World War I and the Church

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  • World War I and the Church


  • #2
    Before around 2003, especially before the 1990s, conservative Christians tended to be anti-war, or at least didn't have the idolatrous lust for war that is now common among Evangelical Christians.

    For an illustration, I searched the Southern Baptist Convention's resolutions. The only pro-war comment during the period of WWI I found was and the end of this run-on sentence:

    Recognizing the humane and far-reaching work of the American Red Cross in supplying, through many channels, comfort and relief to those in our land, nursing the sick and wounded abroad, feeding and finding homes for hundreds of thousands of orphans in battle-scarred lands, we heartily approve its great work, and commend to the liberality of our people the present effort to secure the one hundred million dollar war fund.

    It's a resolution, in the final year of WWI,1918, to support the Red Cross, not the war. Sorry, it's not a pro-war resolution. The hundred million dollars appears to be a red cross drive.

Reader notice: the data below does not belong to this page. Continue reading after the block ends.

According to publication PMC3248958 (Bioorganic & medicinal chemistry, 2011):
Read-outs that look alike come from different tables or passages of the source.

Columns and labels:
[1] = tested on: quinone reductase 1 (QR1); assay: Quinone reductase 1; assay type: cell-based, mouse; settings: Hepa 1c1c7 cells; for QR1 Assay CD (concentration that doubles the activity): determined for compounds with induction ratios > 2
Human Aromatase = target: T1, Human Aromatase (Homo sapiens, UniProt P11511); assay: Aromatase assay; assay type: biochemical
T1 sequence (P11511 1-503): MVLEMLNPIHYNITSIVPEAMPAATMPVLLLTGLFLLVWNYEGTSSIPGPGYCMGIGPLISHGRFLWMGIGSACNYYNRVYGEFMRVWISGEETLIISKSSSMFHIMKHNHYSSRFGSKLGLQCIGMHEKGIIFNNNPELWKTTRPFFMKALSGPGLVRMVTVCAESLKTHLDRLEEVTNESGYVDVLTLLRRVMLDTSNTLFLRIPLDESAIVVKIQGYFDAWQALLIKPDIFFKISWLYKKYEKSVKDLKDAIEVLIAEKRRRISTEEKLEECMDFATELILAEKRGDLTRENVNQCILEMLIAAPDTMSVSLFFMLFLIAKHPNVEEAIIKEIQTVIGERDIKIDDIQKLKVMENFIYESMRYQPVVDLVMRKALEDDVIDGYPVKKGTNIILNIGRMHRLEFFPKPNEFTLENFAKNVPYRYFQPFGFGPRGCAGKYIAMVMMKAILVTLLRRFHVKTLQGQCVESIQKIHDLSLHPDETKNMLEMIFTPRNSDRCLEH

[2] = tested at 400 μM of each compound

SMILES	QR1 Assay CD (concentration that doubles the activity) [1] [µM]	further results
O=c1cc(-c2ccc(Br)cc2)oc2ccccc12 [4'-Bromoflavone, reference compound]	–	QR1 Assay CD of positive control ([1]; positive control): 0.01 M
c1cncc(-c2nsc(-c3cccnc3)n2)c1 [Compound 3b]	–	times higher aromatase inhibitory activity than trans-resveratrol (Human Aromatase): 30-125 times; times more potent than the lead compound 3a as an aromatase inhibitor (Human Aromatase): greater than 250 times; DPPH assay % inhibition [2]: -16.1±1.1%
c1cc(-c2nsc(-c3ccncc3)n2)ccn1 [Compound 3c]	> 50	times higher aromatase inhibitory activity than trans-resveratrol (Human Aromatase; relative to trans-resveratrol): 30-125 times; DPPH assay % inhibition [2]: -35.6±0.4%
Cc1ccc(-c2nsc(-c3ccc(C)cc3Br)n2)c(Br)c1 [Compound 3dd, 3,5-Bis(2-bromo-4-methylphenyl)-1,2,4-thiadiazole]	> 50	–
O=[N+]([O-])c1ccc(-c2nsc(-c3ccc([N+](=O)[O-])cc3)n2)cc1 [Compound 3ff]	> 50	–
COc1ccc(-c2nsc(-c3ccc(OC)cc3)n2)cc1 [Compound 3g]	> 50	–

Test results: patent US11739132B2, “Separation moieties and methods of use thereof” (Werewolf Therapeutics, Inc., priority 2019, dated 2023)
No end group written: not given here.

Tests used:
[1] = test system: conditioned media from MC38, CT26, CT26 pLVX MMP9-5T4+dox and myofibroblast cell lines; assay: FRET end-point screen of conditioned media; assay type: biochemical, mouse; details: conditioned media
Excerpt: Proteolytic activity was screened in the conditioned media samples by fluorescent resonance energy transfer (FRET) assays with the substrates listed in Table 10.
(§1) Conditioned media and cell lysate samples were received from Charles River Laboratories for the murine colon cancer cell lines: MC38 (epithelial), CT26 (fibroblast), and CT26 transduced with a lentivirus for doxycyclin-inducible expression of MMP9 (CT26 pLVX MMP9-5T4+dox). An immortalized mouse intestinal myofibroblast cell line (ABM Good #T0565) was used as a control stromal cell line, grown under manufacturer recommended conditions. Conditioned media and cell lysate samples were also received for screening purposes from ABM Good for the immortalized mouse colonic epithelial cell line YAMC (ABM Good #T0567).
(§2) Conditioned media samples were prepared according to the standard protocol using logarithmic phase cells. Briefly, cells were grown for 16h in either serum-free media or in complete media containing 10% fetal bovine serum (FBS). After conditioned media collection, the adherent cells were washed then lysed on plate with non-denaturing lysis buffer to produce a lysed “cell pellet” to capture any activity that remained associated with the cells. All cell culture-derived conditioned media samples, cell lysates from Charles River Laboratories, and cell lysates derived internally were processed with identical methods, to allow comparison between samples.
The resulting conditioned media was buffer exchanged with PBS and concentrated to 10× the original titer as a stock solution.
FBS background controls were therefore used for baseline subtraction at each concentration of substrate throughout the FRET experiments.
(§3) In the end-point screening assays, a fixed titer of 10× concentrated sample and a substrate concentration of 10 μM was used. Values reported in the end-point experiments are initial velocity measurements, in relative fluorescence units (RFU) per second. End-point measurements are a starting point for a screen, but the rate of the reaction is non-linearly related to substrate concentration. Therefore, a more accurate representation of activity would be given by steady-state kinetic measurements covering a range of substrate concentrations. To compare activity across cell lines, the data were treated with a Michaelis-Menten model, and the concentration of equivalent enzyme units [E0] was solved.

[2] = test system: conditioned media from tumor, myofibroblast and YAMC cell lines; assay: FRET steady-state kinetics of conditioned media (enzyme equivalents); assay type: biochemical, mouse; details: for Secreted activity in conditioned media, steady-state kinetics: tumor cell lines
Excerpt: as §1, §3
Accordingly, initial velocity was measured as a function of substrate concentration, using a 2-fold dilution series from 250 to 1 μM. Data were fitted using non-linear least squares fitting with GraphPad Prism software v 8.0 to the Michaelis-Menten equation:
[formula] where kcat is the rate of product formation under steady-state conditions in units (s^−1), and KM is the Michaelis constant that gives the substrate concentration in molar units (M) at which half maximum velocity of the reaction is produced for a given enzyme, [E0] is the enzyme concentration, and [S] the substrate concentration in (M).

Compare to many 21st century SBC pro-war resolutions. Here's the mid-section of a 2003, for a war started glaringly unjustly (not self-defense, and not for honest reasons): (jumping into the middle of the resolution)

    WHEREAS, The 2002 Southern Baptist Convention called on the United States government to protect our people against rogue nations in their quest for weapons of mass destruction; and

    WHEREAS, We believe Operation Iraqi Freedom was a warranted action based upon historic principles of just war; now, therefore, be it


    RESOLVED, That the messengers to the Southern Baptist Convention meeting in Phoenix, Arizona, June 17–18, 2003, affirm President George W. Bush, the United States Congress, and our armed forces for their leadership in the successful execution of Operation Iraqi Freedom; and be it further

    WE CAN'T BE PRO-WAR AND SERVE GOD. WE CAN'T HAVE FREEDOM AND SUPPORT WAR (FOR ANY REASON OTHER THAN A TRUE DEFENSE OF OUR FREEDOM). Notice the new tone: Boasting of an earlier call to war and then a celebration of victory (that led to the genocide of Christians in Iraq and the end of Christian cultural influence in America, not to mention the billions of dollars spent and the thousands of lives lost).
    Last edited by Cornelius; 08-05-2015, 07:15 PM.
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